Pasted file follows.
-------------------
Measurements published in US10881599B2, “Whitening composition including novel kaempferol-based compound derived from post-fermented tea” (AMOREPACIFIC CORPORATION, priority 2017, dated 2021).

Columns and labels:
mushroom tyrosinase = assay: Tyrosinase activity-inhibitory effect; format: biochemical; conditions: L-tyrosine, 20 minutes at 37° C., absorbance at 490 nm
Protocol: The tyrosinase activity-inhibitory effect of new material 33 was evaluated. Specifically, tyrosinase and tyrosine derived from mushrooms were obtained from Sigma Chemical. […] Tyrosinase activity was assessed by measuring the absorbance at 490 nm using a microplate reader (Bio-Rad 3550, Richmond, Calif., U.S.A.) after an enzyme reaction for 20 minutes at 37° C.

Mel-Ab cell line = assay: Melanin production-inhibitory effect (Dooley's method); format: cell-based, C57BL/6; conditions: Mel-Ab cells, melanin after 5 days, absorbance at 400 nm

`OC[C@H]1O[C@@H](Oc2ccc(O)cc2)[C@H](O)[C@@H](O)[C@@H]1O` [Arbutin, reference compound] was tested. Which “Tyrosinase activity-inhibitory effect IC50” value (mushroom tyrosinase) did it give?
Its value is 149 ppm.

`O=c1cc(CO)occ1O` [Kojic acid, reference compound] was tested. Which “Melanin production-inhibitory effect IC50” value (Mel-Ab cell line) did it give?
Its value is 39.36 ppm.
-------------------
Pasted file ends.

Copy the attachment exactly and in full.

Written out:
Measurements published in US10881599B2, “Whitening composition including novel kaempferol-based compound derived from post-fermented tea” (AMOREPACIFIC CORPORATION, priority 2017, dated 2021).

Columns and labels:
mushroom tyrosinase = assay: Tyrosinase activity-inhibitory effect; format: biochemical; conditions: L-tyrosine, 20 minutes at 37° C., absorbance at 490 nm
Protocol: The tyrosinase activity-inhibitory effect of new material 33 was evaluated. Specifically, tyrosinase and tyrosine derived from mushrooms were obtained from Sigma Chemical. […] Tyrosinase activity was assessed by measuring the absorbance at 490 nm using a microplate reader (Bio-Rad 3550, Richmond, Calif., U.S.A.) after an enzyme reaction for 20 minutes at 37° C.

Mel-Ab cell line = assay: Melanin production-inhibitory effect (Dooley's method); format: cell-based, C57BL/6; conditions: Mel-Ab cells, melanin after 5 days, absorbance at 400 nm

`OC[C@H]1O[C@@H](Oc2ccc(O)cc2)[C@H](O)[C@@H](O)[C@@H]1O` [Arbutin, reference compound] was tested. Which “Tyrosinase activity-inhibitory effect IC50” value (mushroom tyrosinase) did it give?
Its value is 149 ppm.

`O=c1cc(CO)occ1O` [Kojic acid, reference compound] was tested. Which “Melanin production-inhibitory effect IC50” value (Mel-Ab cell line) did it give?
Its value is 39.36 ppm.